I enjoyed Benjamin Markovits's TLS review of the first two volumes of Henry James's letters, though these two sentences confused me—
One sign of a great letter-writer may be that the chief interest of the letters does not lie in the way they expose their author. On these terms, the young James was far from a great correspondent.
(I must have read this five times...!)
Here's a terrific passage from one of the letters:
Wherever we go we carry with us this heavy burden of our personal consciousness + wherever we stop we open it out over our heads like a great baleful cotton ombrella, to obstruct the prospect + obscure the light.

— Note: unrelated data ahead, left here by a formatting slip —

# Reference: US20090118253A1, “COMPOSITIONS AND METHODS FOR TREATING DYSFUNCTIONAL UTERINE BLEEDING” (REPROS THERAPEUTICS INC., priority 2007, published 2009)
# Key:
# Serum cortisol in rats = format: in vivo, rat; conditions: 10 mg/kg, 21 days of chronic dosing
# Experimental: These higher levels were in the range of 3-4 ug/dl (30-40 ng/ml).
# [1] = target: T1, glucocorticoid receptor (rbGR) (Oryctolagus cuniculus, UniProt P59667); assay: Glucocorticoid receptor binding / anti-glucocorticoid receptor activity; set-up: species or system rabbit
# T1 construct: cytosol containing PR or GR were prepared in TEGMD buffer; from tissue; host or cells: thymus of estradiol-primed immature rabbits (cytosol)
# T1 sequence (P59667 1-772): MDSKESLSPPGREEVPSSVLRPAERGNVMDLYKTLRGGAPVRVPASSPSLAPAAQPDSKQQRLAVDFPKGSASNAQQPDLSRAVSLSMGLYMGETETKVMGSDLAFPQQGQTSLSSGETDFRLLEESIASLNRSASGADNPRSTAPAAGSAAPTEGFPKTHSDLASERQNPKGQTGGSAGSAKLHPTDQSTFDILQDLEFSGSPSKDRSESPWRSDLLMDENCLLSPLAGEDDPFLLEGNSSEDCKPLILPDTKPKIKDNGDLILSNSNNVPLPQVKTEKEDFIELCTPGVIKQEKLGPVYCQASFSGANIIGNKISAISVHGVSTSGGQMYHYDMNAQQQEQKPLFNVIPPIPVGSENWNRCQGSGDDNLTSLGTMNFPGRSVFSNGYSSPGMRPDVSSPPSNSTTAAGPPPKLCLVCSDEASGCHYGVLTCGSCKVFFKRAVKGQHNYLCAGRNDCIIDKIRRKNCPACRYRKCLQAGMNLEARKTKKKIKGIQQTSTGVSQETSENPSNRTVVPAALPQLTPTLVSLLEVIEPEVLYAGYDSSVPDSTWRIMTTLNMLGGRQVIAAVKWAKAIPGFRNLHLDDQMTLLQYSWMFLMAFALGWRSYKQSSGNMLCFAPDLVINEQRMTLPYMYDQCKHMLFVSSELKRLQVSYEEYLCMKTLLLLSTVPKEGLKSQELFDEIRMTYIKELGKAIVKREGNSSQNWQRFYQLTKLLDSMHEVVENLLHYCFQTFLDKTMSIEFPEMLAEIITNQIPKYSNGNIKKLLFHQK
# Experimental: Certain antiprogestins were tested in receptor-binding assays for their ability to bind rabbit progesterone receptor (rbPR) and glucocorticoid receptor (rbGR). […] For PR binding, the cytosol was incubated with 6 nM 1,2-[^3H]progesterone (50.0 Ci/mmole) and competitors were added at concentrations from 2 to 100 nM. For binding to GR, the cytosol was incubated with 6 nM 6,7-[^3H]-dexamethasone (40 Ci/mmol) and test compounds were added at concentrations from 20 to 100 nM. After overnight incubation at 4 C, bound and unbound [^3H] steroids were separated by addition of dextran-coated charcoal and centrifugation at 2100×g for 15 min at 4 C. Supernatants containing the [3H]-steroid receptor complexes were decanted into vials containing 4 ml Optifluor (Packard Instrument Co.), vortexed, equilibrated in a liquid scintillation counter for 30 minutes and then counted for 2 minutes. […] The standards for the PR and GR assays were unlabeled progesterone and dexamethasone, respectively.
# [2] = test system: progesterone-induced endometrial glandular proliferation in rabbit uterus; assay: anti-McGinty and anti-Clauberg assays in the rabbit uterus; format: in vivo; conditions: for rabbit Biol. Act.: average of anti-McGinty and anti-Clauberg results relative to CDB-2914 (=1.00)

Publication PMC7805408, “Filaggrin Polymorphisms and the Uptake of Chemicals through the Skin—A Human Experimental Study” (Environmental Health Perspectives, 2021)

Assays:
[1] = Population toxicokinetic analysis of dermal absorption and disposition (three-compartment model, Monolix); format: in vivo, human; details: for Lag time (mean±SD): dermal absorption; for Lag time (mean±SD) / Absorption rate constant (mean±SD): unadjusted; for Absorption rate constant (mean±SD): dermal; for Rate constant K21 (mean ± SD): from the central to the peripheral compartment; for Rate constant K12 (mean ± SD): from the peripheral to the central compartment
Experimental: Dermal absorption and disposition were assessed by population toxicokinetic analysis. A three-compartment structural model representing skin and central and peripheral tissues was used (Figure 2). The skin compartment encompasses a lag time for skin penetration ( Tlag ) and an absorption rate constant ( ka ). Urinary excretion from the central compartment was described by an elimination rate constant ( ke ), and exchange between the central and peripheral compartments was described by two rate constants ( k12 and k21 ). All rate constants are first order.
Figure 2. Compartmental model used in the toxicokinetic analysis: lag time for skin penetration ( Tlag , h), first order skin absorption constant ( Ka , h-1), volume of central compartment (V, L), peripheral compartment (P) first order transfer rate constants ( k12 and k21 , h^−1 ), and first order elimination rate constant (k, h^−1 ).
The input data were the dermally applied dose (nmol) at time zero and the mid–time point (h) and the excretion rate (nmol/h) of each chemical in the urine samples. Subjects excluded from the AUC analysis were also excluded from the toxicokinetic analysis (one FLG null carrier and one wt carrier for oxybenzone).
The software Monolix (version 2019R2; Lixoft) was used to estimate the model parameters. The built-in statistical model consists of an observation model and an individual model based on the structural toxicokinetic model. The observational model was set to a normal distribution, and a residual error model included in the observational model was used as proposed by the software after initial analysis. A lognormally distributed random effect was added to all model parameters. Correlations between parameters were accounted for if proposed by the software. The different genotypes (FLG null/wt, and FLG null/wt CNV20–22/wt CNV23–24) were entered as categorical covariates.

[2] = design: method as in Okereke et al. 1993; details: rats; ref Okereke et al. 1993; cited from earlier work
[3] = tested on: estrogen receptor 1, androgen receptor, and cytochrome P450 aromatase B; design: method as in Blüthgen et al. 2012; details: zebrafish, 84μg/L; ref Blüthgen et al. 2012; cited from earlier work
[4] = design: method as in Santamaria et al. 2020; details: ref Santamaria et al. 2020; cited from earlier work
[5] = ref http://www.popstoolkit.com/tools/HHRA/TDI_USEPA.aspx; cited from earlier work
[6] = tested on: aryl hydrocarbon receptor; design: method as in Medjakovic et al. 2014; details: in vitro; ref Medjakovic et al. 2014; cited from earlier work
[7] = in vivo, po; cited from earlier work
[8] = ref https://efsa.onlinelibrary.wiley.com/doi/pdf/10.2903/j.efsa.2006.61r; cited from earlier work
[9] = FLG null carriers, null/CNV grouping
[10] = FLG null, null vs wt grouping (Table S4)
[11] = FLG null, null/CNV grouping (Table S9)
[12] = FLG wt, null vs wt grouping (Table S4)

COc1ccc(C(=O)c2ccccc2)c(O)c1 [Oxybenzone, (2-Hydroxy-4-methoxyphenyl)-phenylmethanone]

I love how "baleful" leads to "cotton" (as in a bale of cotton)—and that old spelling of "umbrella"; I guess it must come from "shadow," which I'd never quite thought about...
* * *
Remember the Seinfeld where Elaine's braless friend is the heir to the Oh Henry! candybar fortune? They must have chose that brand deliberately, eh? (I mean—given the O. Henry–like twists that often occur on Seinfeld.)